The world of techno is a more interesting place thanks to people like Jerome Hill, one of the true understated heroes of the scene.
The London native has been destroying dancefloors since the early 90s, earning his stripes on the warehouse party circuit before establishing the pioneering label Don’t (which ‘stands against the blandness, false idols and celebration of mediocrity that pollutes the techno scene’, according to the label’s mission statement), in 2000.
Further labels followed – Hornsey Hardcore, Bleeper, Fat Hop (an avenue for Hill’s hip-hop leanings) and Super Rhythm Tracks; the latter of which incorporates the rave-era sensibilities that have become a trademark of his idiosyncratic DJ sets.
As FACT Magazine put it, “If there’s one man who embodies rave spirit in modern dance music, it’s Jerome Hill.” We can’t help but agree.
As part of our ORIGINALS series of interviews, we caught up with him to discuss the journey that’s taken him to where he is today, as well as his plans for the future.
Q. Jerome, it’s great to meet you. You must be one of the busiest people in techno; four or five labels on the go, gigs every weekend?
There are actually only two labels on the go at the moment – Don’t and Super Rhythm Trax. Bleeper and Fat Hop are having a bit of a rest. Hornsey Hardcore will likely make a comeback this year, if I get around to it.
But I try to keep it all trundling along, like spinning plates. When one label slows down you have to give it a little spin.
Q. The Don’t label is 20 years old this year – that’s quite a landmark. Is it hard work to keep it going?
I don’t see any of this as a job or a business, really, so I guess that’s why the label is still here. I started it when I was young, and I don’t know what I would do if it wasn’t there. It’s like my third arm.
It’s not like I tell myself that I ‘need to release a certain amount of things every year’ or ‘I need to do this or that’. That’s not how I work. Every now and again, something will come around that blows me away a little bit, and I try to put it out.
As for the other labels, Super Rhythm Trax has been doing really well in the four or five years it’s been going. It started in 2014, and I’ve already put out 31 records, whereas Don’t has been going 20 years and there have been 40 releases.
Bleeper was my attempt to try to release crazy stuff that was somewhere in between; for people who are into the stuff on Super Rhythm Trax but want things to be a bit weirder [laughs].
Q. One thing that has always struck me about Super Rhythm Trax is that it doesn’t try to be too complex.
The label is sort of influenced by the period in which I really got into music, which was around 1989/90. There was a wistfulness about the music back then, I can’t really describe it better than that. That’s the essence of Super Rhythm Trax.
Q. You could say the same thing about your DJ sets, there’s a playfulness there, you don’t take yourself too seriously?
When I play out, I might not always look like I’m enjoying myself, but the music is fun and accessible. Whereas with a lot of big room artists, they look like they’re having fun, but the music is just f**king boring.
Q. A lot of the bigger names in techno are associated with a certain style, that’s what people have come to expect from them. Whereas you can experiment more?
Yeah, that’s the case with a lot of successful DJs – they picked a lane, and stay in that lane, and make the most out of it. I just can’t seem to do that.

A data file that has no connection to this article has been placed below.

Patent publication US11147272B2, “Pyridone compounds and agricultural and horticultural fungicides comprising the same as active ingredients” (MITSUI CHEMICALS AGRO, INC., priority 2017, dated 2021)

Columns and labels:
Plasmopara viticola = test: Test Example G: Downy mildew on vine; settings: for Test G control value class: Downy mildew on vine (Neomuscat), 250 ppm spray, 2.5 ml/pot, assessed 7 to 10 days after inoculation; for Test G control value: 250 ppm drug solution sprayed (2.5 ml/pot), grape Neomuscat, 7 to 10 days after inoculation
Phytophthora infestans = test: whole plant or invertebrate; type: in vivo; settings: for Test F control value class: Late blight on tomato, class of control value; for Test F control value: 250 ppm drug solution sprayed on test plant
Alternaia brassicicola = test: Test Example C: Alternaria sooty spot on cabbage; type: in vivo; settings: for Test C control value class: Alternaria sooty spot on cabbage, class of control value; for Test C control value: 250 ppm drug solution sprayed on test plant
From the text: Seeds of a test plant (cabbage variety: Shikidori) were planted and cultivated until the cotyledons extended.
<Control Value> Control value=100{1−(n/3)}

If someone going to a fictitious techno club sees my name on the bill and looks me up on SoundCloud or whatever, they might think I’m playing hip hop now, or reggae, because I may have just put out a new mix in that style. Maybe that’s both a strength and a weakness.
I have always thought that if you stick to one channel, one year you will be sweet, and the next you’ll be sour. Whereas if I’m able to go off in a different direction, and it doesn’t take any from what i’m doing, it’s a lot more interesting for me.
Q. As you mentioned, with a lot of your work, there’s a definite nod to the acid house and rave era. You were a bit too young for the ‘Summer of Love’, but you still immersed yourself in the scene?
I was 15 in 1990, and I was a bit naive about music. I would listen to pirate radio, and you would have Meat Beat Manifesto, Shut Up And Dance, Big Daddy Kane, Public Enemy – all sorts of things. I hadn’t differentiated between one genre or another – it was all part of this musical explosion for me.
I spent a lot of time at my mate James’ house, and he had SoundLab decks, so I got a pair myself. They were belt drive decks – we all learned on belt drives back then.
But it you had asked me what ‘techno’ was back then, I wouldn’t have been able to tell you. It was all just music – ‘did you hear that tune that was played on Fantasy FM yesterday’, that sort of thing.
Actually, before I got into dance music I was into rock and roll; 1950s and 1960s stuff. I was a bit of a trainspotter abut it actually; not the fuzzy garage stuff, mind you, it was more Chuck Berry or Jerry Lee Lewis.
Q. You previously managed the Dragon Discs and Trackheads record shops in London – how important were record shops in helping you to expand your musical knowledge?
Record shops were like the internet at the time; except you would have to search for hours to find the record you were looking for.
You would be in a record shop, and you might discover a great record; let’s say it was Juice Records #007. You would have no idea what Juice Records #001, #002, #003 etc would have sounded like; plus, you would probably miss Juice #008, #009 and #010 if you weren’t there on the right day. It was a real chase.
Q. Going back to when you first got into music, that coincided with the launch of Warp Records – was that a big influence?